- Automotive sales
- Automotive leasing and
- Energy generation and storage
These are mainly halal revenues.
Automotive leasing revenue may fall as a ‘questionable’ revenue as it may include charges that result in or are indirectly related to interest based transactions.
Delving deeper, I have to also understand what ‘services and other’ revenue consists of.
A quick google search and I managed to get my answers.
These revenues are from:
- Repair & maintenance
- Extended service plans and
- Sales of used vehicles, merchandises & components
There doesn’t seem to be any big red flags that any of these are haram revenues.
So taking all revenue as halal except for the ‘automotive leasing’ as questionable, I’ll calculate it as such:
Halal Revenue / Total Revenue
= (9034 +752 + 678) / 10,744
Non-halal revenue is less than 5%, hence it is a Pass.
Step 4: [Quantitative] Check for its debt, should not exceed 33%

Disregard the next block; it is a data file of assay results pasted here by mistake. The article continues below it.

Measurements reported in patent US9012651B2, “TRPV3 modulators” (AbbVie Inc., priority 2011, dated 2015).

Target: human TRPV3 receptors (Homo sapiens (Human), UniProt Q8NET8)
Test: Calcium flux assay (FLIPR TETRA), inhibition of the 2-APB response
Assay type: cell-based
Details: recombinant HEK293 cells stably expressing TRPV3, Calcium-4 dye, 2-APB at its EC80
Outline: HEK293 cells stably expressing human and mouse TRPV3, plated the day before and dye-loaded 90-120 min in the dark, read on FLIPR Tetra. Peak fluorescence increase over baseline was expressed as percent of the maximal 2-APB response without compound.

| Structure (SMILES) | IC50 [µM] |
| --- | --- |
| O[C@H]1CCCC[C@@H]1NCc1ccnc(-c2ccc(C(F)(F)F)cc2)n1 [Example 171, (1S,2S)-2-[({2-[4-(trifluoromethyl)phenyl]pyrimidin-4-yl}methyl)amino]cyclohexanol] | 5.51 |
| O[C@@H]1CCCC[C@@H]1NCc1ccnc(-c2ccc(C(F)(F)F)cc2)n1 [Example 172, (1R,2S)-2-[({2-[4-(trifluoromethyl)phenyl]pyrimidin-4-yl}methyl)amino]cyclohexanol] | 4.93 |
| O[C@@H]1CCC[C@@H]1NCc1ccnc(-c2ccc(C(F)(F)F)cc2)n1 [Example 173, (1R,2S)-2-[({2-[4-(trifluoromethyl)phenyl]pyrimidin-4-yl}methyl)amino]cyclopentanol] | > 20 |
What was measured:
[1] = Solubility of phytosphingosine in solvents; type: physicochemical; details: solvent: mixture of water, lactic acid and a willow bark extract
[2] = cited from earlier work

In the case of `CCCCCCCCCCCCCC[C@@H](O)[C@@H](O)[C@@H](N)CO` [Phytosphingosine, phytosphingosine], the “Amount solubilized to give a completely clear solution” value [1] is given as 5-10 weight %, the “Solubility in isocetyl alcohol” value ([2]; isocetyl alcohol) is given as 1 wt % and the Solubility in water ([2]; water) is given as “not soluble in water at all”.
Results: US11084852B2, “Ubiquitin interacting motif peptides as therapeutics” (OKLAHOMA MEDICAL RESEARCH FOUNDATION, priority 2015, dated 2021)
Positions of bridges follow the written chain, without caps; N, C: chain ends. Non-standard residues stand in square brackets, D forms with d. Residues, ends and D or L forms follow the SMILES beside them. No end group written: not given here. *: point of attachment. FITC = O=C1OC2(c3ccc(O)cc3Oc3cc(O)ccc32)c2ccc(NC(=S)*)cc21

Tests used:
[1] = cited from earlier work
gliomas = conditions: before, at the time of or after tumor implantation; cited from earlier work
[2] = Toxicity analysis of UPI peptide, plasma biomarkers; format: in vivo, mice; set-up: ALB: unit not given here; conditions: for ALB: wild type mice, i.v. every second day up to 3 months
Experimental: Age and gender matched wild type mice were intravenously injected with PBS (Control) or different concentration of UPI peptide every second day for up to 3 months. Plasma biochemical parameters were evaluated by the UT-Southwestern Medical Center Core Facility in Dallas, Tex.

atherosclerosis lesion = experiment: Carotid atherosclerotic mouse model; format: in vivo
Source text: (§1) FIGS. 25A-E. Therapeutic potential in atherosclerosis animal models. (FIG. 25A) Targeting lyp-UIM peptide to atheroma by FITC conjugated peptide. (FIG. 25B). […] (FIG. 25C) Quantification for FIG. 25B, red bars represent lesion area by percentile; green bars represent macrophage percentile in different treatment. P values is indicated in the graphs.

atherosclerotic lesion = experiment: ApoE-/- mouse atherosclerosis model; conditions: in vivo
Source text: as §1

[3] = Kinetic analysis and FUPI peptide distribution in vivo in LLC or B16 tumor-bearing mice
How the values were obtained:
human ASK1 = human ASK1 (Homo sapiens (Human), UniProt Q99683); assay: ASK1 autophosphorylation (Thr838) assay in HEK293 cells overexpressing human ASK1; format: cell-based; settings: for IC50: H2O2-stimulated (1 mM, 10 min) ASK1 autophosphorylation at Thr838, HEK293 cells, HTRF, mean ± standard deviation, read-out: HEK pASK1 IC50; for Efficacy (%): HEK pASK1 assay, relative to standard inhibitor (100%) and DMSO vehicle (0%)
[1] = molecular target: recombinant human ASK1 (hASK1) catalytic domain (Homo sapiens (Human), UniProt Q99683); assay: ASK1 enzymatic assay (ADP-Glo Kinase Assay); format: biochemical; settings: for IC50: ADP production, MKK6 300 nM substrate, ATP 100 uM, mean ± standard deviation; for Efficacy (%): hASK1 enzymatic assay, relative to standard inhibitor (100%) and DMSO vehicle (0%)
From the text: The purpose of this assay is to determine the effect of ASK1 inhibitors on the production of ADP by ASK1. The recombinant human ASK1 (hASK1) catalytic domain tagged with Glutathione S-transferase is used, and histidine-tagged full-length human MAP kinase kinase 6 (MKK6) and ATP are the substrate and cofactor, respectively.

Again, from the most recent financial report, here’s what we can find:
Total Debt / Total Assets
= (2,132 + 9,556) / 52,148
From the above, take note that I’m only taking the debt figure which I’m confident enough is likely going to generate interest.
In this case, it is the debt and finance leases.
If you’re wondering what debt and finance leases are, here’s a simplified version on how it works:
The others within the Liabilities section such as:
- Accounts Payables
- Accrued Liabilities and other
- Deferred Revenue
- Customer Deposits
does not indicate any material interest-bearing possibilities, so I will omit them out in my calculation.
To summarise, debt did not exceed 33%, hence it is a Pass.
Step 5: [Quantitative] Check for cash to total assets, not more than 80%
There are a few ways to go about this.
What I will be showing you is the easiest (and preferred) method, which is what we called the cash to total assets ratio.
Here, we need to check whether the cash to total assets is not more than 80%.